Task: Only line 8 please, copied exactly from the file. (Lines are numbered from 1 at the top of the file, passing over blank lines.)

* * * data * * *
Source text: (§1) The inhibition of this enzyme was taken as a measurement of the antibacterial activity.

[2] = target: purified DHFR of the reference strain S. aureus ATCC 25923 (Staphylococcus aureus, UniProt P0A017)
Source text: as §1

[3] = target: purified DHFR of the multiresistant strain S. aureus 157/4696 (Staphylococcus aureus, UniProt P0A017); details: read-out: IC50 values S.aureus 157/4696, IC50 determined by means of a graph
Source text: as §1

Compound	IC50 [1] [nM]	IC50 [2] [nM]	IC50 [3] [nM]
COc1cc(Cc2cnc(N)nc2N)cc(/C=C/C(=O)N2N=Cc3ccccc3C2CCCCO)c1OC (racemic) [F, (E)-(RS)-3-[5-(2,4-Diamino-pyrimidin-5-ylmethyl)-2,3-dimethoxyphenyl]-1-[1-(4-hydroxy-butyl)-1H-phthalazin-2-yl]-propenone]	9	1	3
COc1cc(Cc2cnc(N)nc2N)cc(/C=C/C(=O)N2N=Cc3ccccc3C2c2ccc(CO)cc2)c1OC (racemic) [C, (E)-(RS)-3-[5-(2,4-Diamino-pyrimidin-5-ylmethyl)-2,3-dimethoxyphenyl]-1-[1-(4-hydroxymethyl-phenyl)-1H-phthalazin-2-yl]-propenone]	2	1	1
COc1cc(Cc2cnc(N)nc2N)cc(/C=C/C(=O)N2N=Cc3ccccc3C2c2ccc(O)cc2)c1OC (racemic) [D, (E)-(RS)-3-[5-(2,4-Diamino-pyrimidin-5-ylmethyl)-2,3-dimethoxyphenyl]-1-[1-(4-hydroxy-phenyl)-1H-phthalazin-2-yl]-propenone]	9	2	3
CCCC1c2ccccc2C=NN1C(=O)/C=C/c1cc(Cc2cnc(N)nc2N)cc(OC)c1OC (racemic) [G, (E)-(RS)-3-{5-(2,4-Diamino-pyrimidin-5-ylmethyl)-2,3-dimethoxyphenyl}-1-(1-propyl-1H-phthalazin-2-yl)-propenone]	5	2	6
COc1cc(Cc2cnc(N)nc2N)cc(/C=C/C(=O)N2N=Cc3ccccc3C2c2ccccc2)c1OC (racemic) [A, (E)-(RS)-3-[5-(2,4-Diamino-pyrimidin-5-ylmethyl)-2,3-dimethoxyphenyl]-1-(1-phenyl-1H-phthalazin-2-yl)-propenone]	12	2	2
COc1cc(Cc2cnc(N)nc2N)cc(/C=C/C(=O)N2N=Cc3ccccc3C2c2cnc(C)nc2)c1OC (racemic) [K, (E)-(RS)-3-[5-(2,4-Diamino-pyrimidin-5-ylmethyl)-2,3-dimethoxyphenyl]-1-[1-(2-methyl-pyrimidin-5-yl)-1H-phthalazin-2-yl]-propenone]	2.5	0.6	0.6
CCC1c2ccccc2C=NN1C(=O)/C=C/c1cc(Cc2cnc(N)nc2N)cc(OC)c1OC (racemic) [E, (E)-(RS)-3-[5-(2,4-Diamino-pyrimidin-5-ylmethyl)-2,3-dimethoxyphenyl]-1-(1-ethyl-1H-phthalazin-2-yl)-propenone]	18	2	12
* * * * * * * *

COc1cc(Cc2cnc(N)nc2N)cc(/C=C/C(=O)N2N=Cc3ccccc3C2c2ccc(CO)cc2)c1OC (racemic) [C, (E)-(RS)-3-[5-(2,4-Diamino-pyrimidin-5-ylmethyl)-2,3-dimethoxyphenyl]-1-[1-(4-hydroxymethyl-phenyl)-1H-phthalazin-2-yl]-propenone]	2	1	1